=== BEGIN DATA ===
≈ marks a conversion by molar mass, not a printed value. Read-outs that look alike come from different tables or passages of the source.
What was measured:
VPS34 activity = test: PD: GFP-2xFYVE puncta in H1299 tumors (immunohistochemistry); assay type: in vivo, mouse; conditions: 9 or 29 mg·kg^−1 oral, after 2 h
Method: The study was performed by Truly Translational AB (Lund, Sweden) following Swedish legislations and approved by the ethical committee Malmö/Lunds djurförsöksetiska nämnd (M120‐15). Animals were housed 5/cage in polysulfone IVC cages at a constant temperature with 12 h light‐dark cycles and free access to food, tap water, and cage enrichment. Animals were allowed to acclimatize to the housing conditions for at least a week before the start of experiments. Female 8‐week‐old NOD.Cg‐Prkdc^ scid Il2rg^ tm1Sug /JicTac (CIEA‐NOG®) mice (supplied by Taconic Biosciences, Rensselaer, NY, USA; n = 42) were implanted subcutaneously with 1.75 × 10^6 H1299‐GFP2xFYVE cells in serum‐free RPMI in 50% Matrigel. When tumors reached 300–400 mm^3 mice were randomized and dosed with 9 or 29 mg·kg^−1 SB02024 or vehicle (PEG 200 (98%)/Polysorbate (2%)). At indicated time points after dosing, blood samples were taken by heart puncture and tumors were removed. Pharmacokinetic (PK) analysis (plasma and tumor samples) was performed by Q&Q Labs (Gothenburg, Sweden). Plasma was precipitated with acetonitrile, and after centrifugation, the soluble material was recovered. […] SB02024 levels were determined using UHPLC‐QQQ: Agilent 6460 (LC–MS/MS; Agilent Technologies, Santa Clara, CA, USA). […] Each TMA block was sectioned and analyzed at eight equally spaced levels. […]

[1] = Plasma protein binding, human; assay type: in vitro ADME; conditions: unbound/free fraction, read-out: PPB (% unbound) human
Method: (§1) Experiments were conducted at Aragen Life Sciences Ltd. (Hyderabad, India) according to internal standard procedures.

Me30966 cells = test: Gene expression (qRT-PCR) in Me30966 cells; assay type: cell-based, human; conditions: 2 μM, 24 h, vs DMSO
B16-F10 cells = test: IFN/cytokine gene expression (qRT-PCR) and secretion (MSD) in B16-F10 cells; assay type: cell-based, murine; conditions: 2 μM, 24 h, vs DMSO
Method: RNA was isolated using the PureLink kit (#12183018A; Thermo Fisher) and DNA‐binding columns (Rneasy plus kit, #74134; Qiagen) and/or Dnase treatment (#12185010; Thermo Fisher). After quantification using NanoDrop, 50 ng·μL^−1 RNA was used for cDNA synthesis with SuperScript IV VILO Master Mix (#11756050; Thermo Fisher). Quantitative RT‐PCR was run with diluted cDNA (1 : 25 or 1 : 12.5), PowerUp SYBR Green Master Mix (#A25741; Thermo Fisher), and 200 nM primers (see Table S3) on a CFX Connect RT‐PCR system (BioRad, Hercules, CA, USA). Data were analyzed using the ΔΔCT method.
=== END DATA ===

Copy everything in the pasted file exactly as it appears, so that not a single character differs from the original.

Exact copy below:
≈ marks a conversion by molar mass, not a printed value. Read-outs that look alike come from different tables or passages of the source.
What was measured:
VPS34 activity = test: PD: GFP-2xFYVE puncta in H1299 tumors (immunohistochemistry); assay type: in vivo, mouse; conditions: 9 or 29 mg·kg^−1 oral, after 2 h
Method: The study was performed by Truly Translational AB (Lund, Sweden) following Swedish legislations and approved by the ethical committee Malmö/Lunds djurförsöksetiska nämnd (M120‐15). Animals were housed 5/cage in polysulfone IVC cages at a constant temperature with 12 h light‐dark cycles and free access to food, tap water, and cage enrichment. Animals were allowed to acclimatize to the housing conditions for at least a week before the start of experiments. Female 8‐week‐old NOD.Cg‐Prkdc^ scid Il2rg^ tm1Sug /JicTac (CIEA‐NOG®) mice (supplied by Taconic Biosciences, Rensselaer, NY, USA; n = 42) were implanted subcutaneously with 1.75 × 10^6 H1299‐GFP2xFYVE cells in serum‐free RPMI in 50% Matrigel. When tumors reached 300–400 mm^3 mice were randomized and dosed with 9 or 29 mg·kg^−1 SB02024 or vehicle (PEG 200 (98%)/Polysorbate (2%)). At indicated time points after dosing, blood samples were taken by heart puncture and tumors were removed. Pharmacokinetic (PK) analysis (plasma and tumor samples) was performed by Q&Q Labs (Gothenburg, Sweden). Plasma was precipitated with acetonitrile, and after centrifugation, the soluble material was recovered. […] SB02024 levels were determined using UHPLC‐QQQ: Agilent 6460 (LC–MS/MS; Agilent Technologies, Santa Clara, CA, USA). […] Each TMA block was sectioned and analyzed at eight equally spaced levels. […]

[1] = Plasma protein binding, human; assay type: in vitro ADME; conditions: unbound/free fraction, read-out: PPB (% unbound) human
Method: (§1) Experiments were conducted at Aragen Life Sciences Ltd. (Hyderabad, India) according to internal standard procedures.

Me30966 cells = test: Gene expression (qRT-PCR) in Me30966 cells; assay type: cell-based, human; conditions: 2 μM, 24 h, vs DMSO
B16-F10 cells = test: IFN/cytokine gene expression (qRT-PCR) and secretion (MSD) in B16-F10 cells; assay type: cell-based, murine; conditions: 2 μM, 24 h, vs DMSO
Method: RNA was isolated using the PureLink kit (#12183018A; Thermo Fisher) and DNA‐binding columns (Rneasy plus kit, #74134; Qiagen) and/or Dnase treatment (#12185010; Thermo Fisher). After quantification using NanoDrop, 50 ng·μL^−1 RNA was used for cDNA synthesis with SuperScript IV VILO Master Mix (#11756050; Thermo Fisher). Quantitative RT‐PCR was run with diluted cDNA (1 : 25 or 1 : 12.5), PowerUp SYBR Green Master Mix (#A25741; Thermo Fisher), and 200 nM primers (see Table S3) on a CFX Connect RT‐PCR system (BioRad, Hercules, CA, USA). Data were analyzed using the ΔΔCT method.